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Cashing in on Effective Multi-Tiered Content Merchandising

Posted by on December 6, 2011

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Train Wreck

Taking a multi-channel approach keeps projects from turning into train wrecks.

We’ve previously explored how a multi-tiered approach to content merchandising can help retailers boost online sales. But apparently some merchandisers were too distracted by those Occupy Wall Street drum circles to follow our advice.

At content26, we recently got a front row seat on how not to approach multi-channel content creation. We would like to share what we learned in order to help your company plan a cost-effective, headache-free content merchandising strategy.

Creating Mixed Messages

Here’s what happened:

A consumer electronics company hired us to create enhanced content for approximately 100 of their products on Amazon, Walmart.com, and Newegg.

[callout_left]This was a lost opportunity for our client to effectively and efficiently promote its brand across multiple sales platforms.
–Dave McCaul, Project Lead[/callout_left]

We routinely create this type of multi-channel content for our clients. But in this particular case, our client did not have a coordinated process to produce and manage the content. In fact, each channel manager owned their respective content; with the Amazon account manager owning the content for Amazon, the Walmart manager owning that channel’s content, and so on.

So even though nearly half of the products were identical across all the sites, we were asked to create three unique pieces of content for each product.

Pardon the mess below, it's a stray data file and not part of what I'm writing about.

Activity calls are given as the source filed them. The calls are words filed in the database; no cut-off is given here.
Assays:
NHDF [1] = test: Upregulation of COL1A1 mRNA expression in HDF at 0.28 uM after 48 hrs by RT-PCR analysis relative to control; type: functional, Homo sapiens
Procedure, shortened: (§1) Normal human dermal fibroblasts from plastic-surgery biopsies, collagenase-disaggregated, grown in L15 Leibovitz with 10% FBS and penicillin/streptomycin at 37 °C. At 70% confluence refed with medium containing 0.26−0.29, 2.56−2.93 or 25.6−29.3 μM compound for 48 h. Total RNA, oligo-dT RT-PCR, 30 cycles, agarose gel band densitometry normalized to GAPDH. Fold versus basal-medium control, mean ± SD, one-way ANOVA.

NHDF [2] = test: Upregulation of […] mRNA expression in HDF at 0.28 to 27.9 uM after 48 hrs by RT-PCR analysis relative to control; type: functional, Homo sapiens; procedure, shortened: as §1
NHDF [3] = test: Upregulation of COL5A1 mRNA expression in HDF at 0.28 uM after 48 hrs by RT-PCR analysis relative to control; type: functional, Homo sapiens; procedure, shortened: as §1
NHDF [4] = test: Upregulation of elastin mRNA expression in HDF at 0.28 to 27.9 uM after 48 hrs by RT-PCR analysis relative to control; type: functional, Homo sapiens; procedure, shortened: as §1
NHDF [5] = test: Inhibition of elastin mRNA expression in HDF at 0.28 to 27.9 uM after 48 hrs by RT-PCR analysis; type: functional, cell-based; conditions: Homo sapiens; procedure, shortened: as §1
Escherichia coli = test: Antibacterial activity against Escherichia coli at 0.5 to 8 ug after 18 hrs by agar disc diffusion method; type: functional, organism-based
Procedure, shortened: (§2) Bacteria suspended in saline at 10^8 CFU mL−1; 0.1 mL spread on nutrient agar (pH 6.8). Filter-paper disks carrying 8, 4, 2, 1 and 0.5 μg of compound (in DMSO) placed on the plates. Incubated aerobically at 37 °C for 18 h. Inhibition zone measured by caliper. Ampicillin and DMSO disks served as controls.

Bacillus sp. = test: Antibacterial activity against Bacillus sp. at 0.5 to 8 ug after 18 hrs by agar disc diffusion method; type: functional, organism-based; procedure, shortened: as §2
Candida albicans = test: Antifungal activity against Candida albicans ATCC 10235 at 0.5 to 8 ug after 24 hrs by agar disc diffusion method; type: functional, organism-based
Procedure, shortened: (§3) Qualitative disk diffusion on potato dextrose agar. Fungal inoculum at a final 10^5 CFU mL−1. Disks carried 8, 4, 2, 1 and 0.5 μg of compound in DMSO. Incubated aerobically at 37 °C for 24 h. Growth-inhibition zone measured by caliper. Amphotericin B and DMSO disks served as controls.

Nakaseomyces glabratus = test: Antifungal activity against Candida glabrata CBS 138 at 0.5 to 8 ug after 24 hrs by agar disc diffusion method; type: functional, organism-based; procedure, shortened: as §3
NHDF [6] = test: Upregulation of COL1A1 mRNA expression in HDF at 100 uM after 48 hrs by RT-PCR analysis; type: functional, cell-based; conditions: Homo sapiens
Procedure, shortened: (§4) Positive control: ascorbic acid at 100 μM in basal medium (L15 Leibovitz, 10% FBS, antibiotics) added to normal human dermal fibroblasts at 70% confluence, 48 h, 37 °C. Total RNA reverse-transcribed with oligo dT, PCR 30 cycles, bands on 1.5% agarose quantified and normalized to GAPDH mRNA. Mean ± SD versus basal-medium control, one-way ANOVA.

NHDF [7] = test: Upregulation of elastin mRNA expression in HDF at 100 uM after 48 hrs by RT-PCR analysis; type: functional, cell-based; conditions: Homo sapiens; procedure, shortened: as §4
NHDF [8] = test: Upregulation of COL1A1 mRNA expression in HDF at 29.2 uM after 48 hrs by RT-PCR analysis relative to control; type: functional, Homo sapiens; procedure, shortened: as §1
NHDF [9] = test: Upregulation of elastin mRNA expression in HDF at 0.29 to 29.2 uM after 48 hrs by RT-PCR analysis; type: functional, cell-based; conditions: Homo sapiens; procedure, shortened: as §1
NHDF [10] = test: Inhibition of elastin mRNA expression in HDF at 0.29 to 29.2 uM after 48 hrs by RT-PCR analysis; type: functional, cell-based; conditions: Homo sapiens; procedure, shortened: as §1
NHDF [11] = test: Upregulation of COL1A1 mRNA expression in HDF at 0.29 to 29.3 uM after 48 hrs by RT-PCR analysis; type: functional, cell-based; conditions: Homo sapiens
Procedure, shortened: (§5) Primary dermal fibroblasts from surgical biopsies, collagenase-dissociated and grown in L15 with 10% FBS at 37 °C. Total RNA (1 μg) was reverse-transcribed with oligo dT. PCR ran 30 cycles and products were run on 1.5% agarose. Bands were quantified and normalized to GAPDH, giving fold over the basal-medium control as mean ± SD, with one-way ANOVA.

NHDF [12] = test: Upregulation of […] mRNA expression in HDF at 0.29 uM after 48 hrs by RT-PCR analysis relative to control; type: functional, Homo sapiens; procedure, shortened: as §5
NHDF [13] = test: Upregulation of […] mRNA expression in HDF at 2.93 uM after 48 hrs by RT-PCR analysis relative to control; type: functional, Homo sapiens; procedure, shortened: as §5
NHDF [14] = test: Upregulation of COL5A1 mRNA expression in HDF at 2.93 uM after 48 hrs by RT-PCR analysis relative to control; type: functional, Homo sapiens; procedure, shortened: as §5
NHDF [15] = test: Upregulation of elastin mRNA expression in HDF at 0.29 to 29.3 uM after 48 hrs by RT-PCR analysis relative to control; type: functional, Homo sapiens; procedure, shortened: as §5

“Everything turned out okay in the end, but this was a lost opportunity for our client to effectively and efficiently promote its brand across multiple sales platforms,” notes says Dave McCaul, the consumer electronics Project Lead for content26.

The result: high costs, duplicated efforts, inconsistent messaging, and a low-grade headache for everyone involved.

Keeping Channel Managers in Check

Keep Calm and Carry OnAs we showed in our Westinghouse Lighting Case Study, there is a better way. Westinghouse placed full control over content build for Amazon, Home Depot, and Westinghouselighting.com into the hands of its marketing team.

The marketing team created an efficient, multi-tiered content production process which resulted in streamlined, on-message, attractive content across all Westinghouse Lighting e-commerce platforms. Each content piece was customized for each particular channel to avoid SEO “cannibalization” and to conform with each retailer’s style needs. But because we created the content through a single point of contact with our client, we were able to cut costs by more than 60 percent.

The Ping Takeaway:

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